After the fixed readers pull the data up, there are a couple of different applications that can be consumer facing. One is the fitting room application. If the app reads that you’ve taken three items into a fitting room, the application can show the consumer here are the garments you chose, maybe with a deeper dive on the specifications of what they are. Maybe recommendations of things that will go well with it or, even better, if you’ve got a detailed list of what that shopper’s purchased in the past, you can say “that green blouse would go beautifully with those black pants of which you have five pairs in your closet.”

We can tell from previous interactions that you bought five pairs of black pants from us. It’s a great up-sell tool. It’s also a great tool for the sales associate augmenter or amplifier because you can, as a shopper, say I need size two in that instead of a size four that I brought in. You’re able to ask for that directly from the application and that shoots information to the sales associate. It saves the shopper the embarrassment of having to find them and ask for it. Then it also saves them the hassle of the waiting time so it’s much faster for the sales associate to be able to service that shopper.

A goal of the project was to make the in-store experience line up better with online store experiences. What are some other ways retailers can do that?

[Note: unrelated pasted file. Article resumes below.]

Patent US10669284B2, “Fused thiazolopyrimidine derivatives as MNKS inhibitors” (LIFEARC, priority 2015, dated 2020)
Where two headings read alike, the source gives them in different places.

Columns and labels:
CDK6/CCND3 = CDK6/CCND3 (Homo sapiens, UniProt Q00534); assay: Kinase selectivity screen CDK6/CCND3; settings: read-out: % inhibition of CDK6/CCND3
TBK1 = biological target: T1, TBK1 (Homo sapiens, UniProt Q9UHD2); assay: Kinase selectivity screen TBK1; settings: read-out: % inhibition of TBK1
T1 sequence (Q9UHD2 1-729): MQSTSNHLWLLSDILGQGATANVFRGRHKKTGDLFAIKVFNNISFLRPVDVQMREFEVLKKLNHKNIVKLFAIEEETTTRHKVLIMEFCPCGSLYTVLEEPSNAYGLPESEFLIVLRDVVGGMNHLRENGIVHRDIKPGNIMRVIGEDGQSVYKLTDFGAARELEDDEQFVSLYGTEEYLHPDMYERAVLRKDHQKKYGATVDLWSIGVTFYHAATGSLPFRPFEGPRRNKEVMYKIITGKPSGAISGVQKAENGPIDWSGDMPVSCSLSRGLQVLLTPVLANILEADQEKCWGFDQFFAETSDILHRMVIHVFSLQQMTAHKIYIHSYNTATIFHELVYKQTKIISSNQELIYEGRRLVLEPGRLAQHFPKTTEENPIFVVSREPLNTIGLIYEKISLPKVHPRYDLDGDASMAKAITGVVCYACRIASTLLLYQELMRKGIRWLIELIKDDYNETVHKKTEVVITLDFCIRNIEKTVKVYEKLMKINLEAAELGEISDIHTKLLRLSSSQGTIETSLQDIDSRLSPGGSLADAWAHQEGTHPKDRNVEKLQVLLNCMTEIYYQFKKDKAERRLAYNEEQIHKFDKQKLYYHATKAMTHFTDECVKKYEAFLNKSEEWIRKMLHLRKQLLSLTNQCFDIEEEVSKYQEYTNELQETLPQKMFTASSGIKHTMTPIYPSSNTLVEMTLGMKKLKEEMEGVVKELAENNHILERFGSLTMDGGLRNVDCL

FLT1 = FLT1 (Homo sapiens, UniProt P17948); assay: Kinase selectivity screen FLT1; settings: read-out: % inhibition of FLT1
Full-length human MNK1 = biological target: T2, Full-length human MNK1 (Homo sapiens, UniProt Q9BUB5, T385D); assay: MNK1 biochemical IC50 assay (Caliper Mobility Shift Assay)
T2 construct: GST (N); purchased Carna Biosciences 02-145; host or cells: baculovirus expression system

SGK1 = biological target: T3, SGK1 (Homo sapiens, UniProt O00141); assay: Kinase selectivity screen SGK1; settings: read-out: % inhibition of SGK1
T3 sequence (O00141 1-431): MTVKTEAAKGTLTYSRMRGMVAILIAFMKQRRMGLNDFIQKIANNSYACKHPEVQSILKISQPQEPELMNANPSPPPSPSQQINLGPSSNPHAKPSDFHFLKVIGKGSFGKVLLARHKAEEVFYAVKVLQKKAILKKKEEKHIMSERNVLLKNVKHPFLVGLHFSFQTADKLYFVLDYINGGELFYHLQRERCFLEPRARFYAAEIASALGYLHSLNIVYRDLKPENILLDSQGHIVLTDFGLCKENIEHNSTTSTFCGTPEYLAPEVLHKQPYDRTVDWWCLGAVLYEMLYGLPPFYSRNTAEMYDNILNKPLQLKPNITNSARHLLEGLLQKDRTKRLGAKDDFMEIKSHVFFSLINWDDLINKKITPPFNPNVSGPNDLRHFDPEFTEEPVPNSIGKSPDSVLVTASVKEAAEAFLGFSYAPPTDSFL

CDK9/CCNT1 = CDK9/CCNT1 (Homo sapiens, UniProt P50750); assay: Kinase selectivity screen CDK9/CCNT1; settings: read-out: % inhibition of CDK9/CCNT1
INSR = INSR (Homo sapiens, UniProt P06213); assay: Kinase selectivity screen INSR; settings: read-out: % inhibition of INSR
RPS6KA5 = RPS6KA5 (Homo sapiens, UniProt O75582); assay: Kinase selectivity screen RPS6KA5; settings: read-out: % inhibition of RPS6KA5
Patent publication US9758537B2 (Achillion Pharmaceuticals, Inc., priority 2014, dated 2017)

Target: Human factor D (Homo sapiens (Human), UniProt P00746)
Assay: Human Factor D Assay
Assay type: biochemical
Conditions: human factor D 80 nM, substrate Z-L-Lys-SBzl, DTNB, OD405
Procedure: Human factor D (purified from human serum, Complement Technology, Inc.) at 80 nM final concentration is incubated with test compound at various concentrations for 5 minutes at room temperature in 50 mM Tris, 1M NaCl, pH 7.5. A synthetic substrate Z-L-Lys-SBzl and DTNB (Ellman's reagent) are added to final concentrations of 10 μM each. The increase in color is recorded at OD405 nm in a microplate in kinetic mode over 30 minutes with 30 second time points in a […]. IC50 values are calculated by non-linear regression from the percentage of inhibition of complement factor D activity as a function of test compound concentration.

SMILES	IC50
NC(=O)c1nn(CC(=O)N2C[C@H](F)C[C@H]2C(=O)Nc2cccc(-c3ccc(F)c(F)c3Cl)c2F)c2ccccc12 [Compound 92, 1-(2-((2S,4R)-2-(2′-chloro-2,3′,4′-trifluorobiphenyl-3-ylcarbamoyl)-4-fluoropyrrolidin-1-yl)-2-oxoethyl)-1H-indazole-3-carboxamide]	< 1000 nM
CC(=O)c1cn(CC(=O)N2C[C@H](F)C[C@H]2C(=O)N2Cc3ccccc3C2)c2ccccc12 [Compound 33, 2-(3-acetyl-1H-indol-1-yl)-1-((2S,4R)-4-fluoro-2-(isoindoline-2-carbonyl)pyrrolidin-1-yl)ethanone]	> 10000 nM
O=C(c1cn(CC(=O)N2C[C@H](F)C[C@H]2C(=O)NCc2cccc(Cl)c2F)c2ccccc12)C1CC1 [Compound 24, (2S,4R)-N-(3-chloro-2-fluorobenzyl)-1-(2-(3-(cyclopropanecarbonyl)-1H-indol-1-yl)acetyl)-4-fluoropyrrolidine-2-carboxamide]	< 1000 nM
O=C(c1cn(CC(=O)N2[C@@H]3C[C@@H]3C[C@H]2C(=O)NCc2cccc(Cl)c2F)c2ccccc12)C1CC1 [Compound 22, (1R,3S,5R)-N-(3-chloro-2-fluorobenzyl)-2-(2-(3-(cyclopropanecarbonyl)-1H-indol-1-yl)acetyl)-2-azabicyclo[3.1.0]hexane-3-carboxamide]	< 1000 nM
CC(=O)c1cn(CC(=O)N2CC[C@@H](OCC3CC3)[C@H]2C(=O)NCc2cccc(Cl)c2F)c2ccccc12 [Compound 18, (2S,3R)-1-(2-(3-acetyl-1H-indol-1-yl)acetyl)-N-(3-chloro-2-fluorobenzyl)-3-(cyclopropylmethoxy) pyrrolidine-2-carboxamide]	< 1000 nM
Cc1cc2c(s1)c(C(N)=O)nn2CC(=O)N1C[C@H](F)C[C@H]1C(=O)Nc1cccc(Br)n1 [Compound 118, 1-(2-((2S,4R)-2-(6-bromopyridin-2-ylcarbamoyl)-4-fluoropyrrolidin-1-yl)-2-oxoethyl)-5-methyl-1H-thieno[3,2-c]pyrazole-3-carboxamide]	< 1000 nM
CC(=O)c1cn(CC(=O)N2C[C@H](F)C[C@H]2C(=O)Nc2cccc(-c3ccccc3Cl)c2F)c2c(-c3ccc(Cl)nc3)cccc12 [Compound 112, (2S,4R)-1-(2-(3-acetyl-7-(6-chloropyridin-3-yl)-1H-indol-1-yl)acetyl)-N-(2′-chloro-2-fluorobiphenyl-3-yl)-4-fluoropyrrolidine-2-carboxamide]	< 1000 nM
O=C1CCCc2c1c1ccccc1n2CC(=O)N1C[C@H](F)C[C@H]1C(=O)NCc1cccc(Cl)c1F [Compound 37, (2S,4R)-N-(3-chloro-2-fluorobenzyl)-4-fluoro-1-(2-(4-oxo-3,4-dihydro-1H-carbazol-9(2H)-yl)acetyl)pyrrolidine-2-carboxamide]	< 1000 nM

If you think about the online experience, we’re able to see what shoppers do all the way down to purchase. Where do they click to? Where do they dwell? How long is that dwell on that page? What goes in the shopping cart? What doesn’t? What do they abandon? All of those different metrics.

We’ve always been able to look at the shopper, the shopper experience, and what their path is. Mirroring that, what’s the path that you take online? Now we’re able to, with more specificity and more definition, say, “This the product that they’ve now engaged with. This is what they’ve put into their ‘basket’ and this is what they’ve taken out of their basket if they tried it on.”

I mean if anything, I would argue you actually get a better experience in-store because if you think about the online dynamics right now, so many retailers are losing money from their returns because they don’t have that ‘try on’ feature. By enabling those stores with all of the technology and the analytics available, they’re actually able to have potentially a more profitable experience than what you would have online if there’s a higher return rate.

About The Author
Daniel Parisi Daniel Parisi @daniel_parisi_

Daniel Parisi is a New York City-based writer and recent graduate of the University of Maryland. Daniel specializes in coverage of mobile payments, loyalty programs, and the Internet of Things.